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GIJC23 – Visual Investigations: Reporting Techniques

Once considered merely a form of fact-checking, forensic visual investigation has rapidly become a critical method of journalistic inquiry, thanks to new technologies, innovative skills, and the global ubiquity of social media imagery. In the chaos of dramatic public events, forensic visual reporting teams can now often answer the question: Who did exactly what, and when? And they’ve answered those questions for incidents from police violence in Hong Kong to a massacre in Sudan. In this panel session, attendees will hear about the latest techniques from three members of The New York Times and Washington Post teams.

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The Global Investigative Journalism Network is an international association of journalism organizations that support the training and sharing of information among investigative and data journalists—with special attention to those from repressive regimes and marginalized communities.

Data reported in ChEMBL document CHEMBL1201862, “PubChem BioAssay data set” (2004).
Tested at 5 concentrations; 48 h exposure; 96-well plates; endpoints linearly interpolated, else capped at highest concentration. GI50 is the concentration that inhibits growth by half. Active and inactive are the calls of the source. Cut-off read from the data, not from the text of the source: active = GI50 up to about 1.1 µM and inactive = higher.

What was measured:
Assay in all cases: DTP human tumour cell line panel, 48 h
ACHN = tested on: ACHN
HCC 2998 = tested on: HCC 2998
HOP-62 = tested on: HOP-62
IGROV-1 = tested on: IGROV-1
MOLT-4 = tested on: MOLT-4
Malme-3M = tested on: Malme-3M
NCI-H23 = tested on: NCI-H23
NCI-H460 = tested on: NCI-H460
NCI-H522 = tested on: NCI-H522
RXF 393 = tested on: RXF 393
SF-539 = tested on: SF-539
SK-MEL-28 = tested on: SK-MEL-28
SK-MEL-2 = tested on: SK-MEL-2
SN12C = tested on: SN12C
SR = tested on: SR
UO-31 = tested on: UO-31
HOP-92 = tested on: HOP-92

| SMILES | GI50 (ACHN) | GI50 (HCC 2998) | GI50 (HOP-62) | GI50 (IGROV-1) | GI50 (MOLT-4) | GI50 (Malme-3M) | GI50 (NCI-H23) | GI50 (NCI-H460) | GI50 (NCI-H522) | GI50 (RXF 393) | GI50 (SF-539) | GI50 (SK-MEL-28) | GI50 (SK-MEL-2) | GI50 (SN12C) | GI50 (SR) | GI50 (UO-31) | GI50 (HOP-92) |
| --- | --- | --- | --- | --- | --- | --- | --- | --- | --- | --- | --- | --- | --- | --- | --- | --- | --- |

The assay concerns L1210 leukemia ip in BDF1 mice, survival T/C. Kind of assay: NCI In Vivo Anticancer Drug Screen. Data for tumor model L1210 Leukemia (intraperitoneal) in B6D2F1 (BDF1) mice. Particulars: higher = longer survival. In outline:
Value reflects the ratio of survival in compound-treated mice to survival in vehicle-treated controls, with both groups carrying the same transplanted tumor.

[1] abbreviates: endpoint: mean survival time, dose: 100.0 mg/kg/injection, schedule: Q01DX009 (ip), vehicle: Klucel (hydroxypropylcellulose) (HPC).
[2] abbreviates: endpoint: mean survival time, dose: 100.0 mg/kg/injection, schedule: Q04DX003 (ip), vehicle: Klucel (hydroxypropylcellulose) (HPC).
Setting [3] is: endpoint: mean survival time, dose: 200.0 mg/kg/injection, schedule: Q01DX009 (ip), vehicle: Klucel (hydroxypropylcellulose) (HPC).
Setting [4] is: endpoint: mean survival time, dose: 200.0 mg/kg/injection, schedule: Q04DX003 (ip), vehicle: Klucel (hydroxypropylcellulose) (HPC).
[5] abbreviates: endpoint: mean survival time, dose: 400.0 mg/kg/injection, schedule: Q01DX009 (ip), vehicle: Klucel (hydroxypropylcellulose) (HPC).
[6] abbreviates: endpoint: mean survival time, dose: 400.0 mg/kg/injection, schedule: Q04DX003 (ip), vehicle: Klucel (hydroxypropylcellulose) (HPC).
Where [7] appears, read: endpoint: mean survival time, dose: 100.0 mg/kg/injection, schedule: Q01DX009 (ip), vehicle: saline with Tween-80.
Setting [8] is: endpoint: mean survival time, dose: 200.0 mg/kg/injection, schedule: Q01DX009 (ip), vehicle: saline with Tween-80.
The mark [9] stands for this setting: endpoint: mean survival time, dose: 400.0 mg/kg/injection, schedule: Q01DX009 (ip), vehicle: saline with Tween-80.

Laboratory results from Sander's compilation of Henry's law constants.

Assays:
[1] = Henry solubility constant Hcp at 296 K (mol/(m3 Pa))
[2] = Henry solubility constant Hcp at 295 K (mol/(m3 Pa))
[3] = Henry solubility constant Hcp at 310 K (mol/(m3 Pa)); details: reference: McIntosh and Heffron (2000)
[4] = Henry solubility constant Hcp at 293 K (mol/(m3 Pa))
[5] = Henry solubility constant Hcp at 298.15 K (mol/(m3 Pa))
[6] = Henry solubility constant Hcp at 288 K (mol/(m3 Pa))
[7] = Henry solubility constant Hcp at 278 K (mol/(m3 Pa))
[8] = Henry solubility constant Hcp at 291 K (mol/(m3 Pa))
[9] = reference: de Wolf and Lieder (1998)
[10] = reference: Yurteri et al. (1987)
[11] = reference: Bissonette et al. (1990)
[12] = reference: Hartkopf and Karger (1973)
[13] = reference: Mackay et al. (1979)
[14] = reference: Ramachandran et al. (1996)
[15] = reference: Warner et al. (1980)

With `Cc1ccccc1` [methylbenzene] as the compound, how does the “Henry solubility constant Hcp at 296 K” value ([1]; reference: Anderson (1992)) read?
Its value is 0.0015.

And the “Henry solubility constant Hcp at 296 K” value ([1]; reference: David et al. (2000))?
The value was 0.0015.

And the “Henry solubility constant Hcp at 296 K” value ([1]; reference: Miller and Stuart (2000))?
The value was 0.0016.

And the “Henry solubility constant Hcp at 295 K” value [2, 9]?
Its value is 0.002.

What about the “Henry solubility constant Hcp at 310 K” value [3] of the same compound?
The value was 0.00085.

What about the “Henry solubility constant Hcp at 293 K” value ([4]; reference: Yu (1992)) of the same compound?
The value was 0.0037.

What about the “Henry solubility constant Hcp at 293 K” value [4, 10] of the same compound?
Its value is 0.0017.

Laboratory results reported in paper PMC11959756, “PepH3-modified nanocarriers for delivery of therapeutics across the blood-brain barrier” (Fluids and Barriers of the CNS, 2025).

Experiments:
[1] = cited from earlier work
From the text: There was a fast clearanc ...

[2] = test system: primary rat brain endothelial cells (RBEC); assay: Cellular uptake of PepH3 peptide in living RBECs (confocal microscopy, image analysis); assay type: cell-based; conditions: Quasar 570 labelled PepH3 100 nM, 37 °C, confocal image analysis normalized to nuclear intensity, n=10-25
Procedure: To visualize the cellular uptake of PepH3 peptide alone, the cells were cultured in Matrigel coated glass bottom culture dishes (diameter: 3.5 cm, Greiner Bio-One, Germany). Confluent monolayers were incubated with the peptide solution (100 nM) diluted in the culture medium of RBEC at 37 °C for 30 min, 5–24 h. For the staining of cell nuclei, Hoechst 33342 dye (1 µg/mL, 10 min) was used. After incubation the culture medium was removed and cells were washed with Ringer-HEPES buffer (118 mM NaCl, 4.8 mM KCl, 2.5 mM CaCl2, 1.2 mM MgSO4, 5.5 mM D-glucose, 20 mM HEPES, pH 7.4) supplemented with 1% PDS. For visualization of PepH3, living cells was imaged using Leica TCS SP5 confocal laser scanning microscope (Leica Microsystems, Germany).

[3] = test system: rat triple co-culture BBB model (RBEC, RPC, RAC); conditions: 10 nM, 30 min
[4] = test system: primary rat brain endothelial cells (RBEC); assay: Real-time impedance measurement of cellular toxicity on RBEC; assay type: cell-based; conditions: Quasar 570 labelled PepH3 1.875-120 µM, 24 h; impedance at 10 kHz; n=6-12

Our key activities include:

Providing resources and networking services to investigative journalists worldwide;
Publishing in multiple languages and on multiple platforms the latest tools, techniques and opportunities for those in the field;
Helping organize and promote regional and international training conferences and workshops;
Assisting in the formation and sustainability of journalism organizations involved in investigative reporting and data journalism around the world;
Supporting and promoting best practices in investigative and data journalism;
Supporting and promoting efforts to ensure free access to public documents and data worldwide.

Find more information on our website: https://gijn.org

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Material from GIJN’s website is generally available for republication under a Creative Commons Attribution-NonCommercial 4.0 International license. Images usually are published under a different license, so we advise you to use alternatives or contact us regarding permission. Here are our full terms for republication. You must credit the author, link to the original story, and name GIJN as the first publisher. For any queries or to send us a courtesy republication note, write to hello@gijn.org.

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